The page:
Companies in the tech industry love to tout their latest and greatest must-have gadgets. Cell phone providers are a great example. We’re constantly bombarded with ads for the newest smartphones, which cost only $200 with a 2 year contract! What they don’t tell you is that today’s new device is tomorrow’s outdated technology.
This is an idea I first became aware of from Clark Howard, a consumer expert and radio show host.
The problem with always buying the latest technology is that devices are nearly obsolete as soon as the box is opened. By that point, companies have already moved on to promoting the next greatest thing.
My wife and I have been overtaken by tablet envy. We had been in the market for our first tablet for several months, waiting for the right deal to come along. This week that deal came and we decided on an iPad 2. You might be thinking that we’re a little behind the times since it’s 2012 and the iPad 3 (“new iPad”) just came out. But the $500 price tag of a new iPad was out of reach for us. After visiting Apple’s website we found that we could get a refurbished iPad 2 for $350, which is very reasonable for a device that just a year ago many experts were calling the greatest tablet ever.
Apple includes the same warranty with refurbished devices as with new ones, which shows you they really believe in their products. They even replace the battery and outer shell, which are the two parts that take the most wear.
That the iPad 3 came out recently doesn’t change the fact that the iPad 2 is a wonderful product. I’ve seen reports that the new retina display is causing all sorts of issues — overheating and long charge times — in addition to reports that wi-fi reception isn’t as good with the iPad 3. The absence of these issues, combined with a much lower price tag, means that the iPad 2 is still a viable product and a true bargain.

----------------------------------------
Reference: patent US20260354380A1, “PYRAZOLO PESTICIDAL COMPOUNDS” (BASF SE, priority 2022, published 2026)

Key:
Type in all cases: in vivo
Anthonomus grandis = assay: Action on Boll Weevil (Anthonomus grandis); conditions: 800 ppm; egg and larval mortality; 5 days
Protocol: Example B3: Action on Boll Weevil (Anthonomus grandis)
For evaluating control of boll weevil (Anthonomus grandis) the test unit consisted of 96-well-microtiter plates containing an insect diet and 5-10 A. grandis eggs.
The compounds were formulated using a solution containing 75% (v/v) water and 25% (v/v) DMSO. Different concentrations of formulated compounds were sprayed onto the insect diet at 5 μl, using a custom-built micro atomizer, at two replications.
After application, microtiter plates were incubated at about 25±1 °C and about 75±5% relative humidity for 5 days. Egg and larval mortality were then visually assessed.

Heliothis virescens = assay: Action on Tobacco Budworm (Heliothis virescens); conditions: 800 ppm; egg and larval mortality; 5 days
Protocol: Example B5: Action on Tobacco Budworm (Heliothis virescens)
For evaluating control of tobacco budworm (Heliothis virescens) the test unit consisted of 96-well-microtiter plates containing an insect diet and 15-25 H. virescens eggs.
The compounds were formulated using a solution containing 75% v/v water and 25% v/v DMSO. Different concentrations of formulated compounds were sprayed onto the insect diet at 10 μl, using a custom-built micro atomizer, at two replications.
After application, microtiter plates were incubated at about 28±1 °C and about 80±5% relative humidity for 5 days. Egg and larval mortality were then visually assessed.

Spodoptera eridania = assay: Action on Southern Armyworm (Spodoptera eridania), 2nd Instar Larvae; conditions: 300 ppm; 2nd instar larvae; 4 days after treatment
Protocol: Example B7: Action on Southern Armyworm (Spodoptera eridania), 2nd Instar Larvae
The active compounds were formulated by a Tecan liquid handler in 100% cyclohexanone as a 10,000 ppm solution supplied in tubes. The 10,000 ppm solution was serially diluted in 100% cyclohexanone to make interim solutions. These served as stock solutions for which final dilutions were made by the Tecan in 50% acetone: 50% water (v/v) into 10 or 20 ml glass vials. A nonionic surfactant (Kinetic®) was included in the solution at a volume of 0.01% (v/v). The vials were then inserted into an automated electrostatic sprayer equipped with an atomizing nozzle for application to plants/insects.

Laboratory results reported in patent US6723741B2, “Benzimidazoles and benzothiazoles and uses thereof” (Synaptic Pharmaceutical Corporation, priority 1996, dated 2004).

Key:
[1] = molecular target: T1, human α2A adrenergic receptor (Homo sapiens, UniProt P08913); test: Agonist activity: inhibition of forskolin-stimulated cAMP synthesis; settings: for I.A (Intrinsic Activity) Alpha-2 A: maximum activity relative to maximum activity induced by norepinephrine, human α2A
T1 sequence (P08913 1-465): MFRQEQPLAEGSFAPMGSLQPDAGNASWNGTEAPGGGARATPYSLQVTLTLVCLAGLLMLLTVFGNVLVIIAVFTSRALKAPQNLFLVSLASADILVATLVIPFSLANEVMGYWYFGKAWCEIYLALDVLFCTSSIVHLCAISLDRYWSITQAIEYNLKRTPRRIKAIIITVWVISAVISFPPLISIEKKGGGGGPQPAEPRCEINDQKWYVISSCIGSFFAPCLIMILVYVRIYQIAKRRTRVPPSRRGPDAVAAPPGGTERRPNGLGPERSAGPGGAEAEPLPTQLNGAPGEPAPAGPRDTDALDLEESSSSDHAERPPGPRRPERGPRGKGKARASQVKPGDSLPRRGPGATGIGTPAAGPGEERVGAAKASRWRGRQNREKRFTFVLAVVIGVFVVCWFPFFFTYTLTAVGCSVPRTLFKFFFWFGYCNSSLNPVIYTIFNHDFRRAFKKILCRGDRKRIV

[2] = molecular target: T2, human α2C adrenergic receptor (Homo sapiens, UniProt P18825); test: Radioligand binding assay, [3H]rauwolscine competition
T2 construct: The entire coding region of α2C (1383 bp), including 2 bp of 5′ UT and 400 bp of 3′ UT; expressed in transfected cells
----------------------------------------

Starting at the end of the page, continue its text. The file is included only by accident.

This trend can be applied to many other categories of devices such as HDTVs, digital cameras, GPS units and laptops. Early adopters pay steep prices for the privilege of being among the first to get their hands on new technology.
For the frugal among us though, buying current technology that meets our needs doesn’t have to break the bank. Waiting a year or even a few months can mean big savings, or in some cases more features for the same price. Take HDTVs for example. In 2008 the average 32-inch LCD TV cost over $850. Today you can get one for as low as $199, and it’s likely to have more features than the original models.
Spending more money to get the best possible product is a losing proposition. New products will come out every day, making your device obsolete faster than you might imagine. Avoid state of the art technology and your wallet will thank you.
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